Richard Stallman. Richard Matthew Stallman (born March 16, 1953), often known by his initials, RMS, is an American software freedom activist and computer programmer.
He campaigns for software to be distributed in a manner, such that a user receiving it, likewise receives with it the freedoms to use, study, distribute and modify that software: software that ensures these freedoms (on receipt) is termed free software. He is best known for launching the GNU Project, founding the Free Software Foundation, developing the GNU Compiler Collection and GNU Emacs, and writing the GNU General Public License. Stallman launched the GNU Project in September 1983 to create a Unix-like computer operating system composed entirely of free software. With this, he also launched the free software movement.
Virtual appliance. A virtual appliance is a pre-configured virtual machine image, ready to run on a hypervisor; virtual appliances are a subset of the broader class of software appliances.
Installation of a software appliance on a virtual machine and packaging that into an image creates a virtual appliance. Like software appliances, virtual appliances are intended to eliminate the installation, configuration and maintenance costs associated with running complex stacks of software. A virtual appliance is not a complete virtual machine platform, but rather a software image containing a software stack designed to run on a virtual machine platform which may be a Type 1 or Type 2 hypervisor. Like a physical computer, a hypervisor is merely a platform for running an operating system environment and does not provide application software itself. Software as a service. According to a Gartner Group estimate, SaaS sales in 2010 reached $10 billion, and were projected to increase to $12.1bn in 2011, up 20.7% from 2010.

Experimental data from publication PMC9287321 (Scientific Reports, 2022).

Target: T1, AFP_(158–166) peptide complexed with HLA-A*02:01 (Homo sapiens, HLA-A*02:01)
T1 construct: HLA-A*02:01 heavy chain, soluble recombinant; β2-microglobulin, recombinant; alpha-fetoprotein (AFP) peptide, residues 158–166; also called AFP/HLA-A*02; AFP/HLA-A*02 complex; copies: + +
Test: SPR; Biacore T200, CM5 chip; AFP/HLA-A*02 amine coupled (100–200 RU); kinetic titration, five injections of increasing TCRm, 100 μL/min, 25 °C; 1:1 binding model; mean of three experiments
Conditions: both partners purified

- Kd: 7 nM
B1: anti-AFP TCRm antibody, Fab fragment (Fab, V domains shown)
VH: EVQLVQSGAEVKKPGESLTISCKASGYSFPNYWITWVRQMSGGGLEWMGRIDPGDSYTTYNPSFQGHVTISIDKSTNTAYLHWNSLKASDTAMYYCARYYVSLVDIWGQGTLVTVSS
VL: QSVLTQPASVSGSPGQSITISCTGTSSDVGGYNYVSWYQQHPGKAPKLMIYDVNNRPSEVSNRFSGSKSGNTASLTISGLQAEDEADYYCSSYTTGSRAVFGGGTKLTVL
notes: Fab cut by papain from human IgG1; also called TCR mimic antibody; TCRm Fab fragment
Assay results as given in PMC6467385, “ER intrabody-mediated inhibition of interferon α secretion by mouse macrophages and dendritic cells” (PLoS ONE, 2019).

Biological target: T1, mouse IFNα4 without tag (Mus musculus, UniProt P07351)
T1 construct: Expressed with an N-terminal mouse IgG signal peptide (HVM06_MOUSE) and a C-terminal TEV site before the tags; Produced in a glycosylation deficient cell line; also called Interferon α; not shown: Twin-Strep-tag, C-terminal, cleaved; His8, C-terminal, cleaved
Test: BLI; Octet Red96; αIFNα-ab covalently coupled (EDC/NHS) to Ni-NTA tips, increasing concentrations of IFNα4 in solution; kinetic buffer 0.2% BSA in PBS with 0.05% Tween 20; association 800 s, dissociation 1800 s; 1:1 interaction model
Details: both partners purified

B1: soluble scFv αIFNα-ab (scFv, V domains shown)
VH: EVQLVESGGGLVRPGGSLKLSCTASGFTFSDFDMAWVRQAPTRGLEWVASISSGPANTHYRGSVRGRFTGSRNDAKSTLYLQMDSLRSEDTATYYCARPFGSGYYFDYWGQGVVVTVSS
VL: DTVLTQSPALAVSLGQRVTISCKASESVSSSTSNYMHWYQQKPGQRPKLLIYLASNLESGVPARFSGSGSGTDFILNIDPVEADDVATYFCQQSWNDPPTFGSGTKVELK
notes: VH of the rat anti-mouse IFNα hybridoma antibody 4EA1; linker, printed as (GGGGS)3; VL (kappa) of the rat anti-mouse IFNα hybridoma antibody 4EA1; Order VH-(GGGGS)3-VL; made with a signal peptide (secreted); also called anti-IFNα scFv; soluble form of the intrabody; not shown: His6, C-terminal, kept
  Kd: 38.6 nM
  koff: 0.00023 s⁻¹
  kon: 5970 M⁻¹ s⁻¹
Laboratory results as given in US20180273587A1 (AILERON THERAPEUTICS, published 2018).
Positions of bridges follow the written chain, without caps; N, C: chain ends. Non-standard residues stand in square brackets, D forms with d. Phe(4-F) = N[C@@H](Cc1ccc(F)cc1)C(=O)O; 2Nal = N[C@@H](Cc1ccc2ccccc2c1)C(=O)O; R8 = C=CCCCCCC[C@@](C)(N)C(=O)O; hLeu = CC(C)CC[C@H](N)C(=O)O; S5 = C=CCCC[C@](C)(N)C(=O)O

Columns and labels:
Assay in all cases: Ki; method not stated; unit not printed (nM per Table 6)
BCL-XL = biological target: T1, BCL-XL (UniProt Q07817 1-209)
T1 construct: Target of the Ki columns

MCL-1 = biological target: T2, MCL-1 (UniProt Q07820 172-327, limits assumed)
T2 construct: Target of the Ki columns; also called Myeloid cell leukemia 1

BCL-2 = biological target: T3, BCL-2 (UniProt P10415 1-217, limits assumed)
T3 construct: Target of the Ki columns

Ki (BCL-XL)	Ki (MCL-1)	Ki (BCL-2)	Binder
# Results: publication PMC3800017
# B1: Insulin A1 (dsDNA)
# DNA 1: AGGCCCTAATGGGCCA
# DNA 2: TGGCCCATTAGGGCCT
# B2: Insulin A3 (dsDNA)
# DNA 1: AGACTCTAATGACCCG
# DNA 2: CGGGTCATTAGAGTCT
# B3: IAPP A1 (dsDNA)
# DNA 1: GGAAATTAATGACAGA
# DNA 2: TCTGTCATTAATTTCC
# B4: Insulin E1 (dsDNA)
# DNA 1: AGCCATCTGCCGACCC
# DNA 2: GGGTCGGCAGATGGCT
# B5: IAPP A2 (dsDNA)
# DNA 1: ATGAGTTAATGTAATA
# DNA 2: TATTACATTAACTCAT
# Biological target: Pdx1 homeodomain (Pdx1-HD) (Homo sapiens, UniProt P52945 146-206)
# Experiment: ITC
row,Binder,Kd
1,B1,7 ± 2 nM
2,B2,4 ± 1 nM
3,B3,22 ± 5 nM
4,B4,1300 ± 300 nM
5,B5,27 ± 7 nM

Gartner Group estimates that SaaS revenue will be more than double its 2010 numbers by 2015 and reach a projected $21.3bn. Customer relationship management (CRM) continues to be the largest market for SaaS. SaaS revenue within the CRM market was forecast to reach $3.8bn in 2011, up from $3.2bn in 2010.